Moon Girl and Devil Dinosaur #6 Review

Writers: Amy Reeder, Brandon Montclare / Artist: Natacha Bustos / Marvel Comics

Some comics are so good you arrive 10 minutes early to the comic stores (shout out to Fantom Comics) and then miss where you were supposed to get off the bus on the way to work. True story. If issue #5  showed us the struggle of growing up Black girl brilliant, then this issue is all about the fear, as a Black parent, of simultaneously shielding your child from a world bent on their destruction and equipping them with enough life tools that they can stand on their own… even if it sometimes means defying you.

Those who have been keeping up with my reviews so far will know that I consistently express a dislike of the Killer Folk as characters, but in this comic they’re finally put to their best use as symbols of the stress forcing Lunella and her mother apart. Similar to Lunella’s condition, the Killer Folk are foreign to Lunella and her mother’s world, a constant threat, and seem to be intent on wreaking havoc, with no force capable of stopping them. Much like Blackness itself, the “scent” attached to Lunella is inextricably carried by her mother, so no matter how many times Lunella’s mother holds her hand down the sidewalk, there is (as Lunella points out) no real protection she can offer that wouldn’t also endanger both of them. So how does a parent cope?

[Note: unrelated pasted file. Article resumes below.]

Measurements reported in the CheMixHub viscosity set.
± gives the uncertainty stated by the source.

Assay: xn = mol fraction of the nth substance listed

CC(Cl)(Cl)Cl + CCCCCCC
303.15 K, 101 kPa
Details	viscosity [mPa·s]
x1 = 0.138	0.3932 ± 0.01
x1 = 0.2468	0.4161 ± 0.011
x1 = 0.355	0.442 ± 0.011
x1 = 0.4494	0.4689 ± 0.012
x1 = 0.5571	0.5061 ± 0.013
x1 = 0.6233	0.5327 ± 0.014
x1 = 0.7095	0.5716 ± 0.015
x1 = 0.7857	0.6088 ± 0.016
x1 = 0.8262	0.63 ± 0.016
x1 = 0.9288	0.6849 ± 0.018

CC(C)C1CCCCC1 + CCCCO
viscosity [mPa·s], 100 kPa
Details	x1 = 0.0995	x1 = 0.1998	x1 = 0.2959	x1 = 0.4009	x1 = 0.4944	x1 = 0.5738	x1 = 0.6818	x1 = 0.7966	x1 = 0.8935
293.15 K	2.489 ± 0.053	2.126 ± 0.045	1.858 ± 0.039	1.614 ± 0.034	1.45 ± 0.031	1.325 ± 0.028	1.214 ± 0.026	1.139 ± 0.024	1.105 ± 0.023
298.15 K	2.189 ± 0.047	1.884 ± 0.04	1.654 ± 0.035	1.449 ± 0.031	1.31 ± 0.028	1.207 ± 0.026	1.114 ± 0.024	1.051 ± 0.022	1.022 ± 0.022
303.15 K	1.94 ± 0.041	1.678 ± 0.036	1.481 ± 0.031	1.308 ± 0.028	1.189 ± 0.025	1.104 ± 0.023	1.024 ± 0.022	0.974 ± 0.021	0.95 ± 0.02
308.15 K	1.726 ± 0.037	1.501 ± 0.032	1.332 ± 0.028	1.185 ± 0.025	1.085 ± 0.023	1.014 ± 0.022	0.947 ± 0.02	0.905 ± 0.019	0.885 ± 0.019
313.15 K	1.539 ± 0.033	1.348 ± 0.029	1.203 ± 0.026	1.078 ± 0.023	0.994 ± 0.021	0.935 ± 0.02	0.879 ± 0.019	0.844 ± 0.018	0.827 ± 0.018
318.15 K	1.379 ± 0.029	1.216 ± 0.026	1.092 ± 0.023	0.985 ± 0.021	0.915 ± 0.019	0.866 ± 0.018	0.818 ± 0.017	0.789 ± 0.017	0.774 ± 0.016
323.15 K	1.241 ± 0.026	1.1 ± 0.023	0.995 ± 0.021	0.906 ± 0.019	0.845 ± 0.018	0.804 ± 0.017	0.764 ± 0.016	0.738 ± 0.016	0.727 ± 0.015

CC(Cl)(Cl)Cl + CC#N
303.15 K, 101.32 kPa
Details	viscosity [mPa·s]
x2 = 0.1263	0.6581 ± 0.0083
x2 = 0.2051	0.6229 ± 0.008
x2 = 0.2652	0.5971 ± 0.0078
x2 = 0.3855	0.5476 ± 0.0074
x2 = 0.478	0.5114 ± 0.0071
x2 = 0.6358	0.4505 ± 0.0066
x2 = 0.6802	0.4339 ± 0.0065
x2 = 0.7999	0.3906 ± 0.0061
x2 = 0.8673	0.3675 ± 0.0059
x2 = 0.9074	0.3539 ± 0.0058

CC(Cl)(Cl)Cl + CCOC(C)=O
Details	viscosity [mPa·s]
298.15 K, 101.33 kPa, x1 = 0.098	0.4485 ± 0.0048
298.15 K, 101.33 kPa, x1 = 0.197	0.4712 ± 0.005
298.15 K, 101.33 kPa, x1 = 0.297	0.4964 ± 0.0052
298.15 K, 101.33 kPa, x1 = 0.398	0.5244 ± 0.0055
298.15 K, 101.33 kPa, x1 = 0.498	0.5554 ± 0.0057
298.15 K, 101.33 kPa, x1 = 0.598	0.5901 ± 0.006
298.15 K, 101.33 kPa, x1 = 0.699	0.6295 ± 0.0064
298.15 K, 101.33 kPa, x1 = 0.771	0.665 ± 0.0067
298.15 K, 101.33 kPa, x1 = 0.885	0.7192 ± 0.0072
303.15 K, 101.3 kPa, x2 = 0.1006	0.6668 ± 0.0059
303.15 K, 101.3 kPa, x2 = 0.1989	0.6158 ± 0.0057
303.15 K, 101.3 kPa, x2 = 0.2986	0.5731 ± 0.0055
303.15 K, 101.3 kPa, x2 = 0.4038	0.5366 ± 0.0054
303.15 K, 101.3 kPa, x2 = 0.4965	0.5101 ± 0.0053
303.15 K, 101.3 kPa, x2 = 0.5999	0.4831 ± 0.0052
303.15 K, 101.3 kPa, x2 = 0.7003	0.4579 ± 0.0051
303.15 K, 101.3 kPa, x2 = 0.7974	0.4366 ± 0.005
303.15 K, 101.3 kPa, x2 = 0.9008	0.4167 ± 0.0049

Wisely, this issue is careful not to provide too many answers, instead pivoting the focus to Lunella’s growing sense of self and responsibility. Like generational differences in attitudes towards solving oppression, Lunella’s strategies and resources are vastly different from her mother’s, but each represents their own respective assessment of the consequences. Rather than being motivated out of rebellion, however, Lunella does attempt to view her plight from her mother’s vantage point without compromising her own integrity. Unlike many all ages stories that attempt to frame adults as either all-encompassing good or ultimate evil, Moon Girl and Devil Dinosaur emphatically represents parents and children as people with different kinds of experiences and understandings.

Importantly, in this issue in particular we’re also able to see both the positive and negative consequences that come from each person without judgment of either.

Prepare yourself, however, for another gut-wrenching cliff hanger at the very end. I won’t give anything away, but I will say I am totally at a loss for what the future might hold for any of our characters in issue #7.

9.5 Kree omni-wave projectors out of 10

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  • Lauren Bullock


    Lauren is a writer, performer, and reincarnated sailor senshi. She enjoys long walks in the woods and fighting crime as a costumed vigilante of many aliases.

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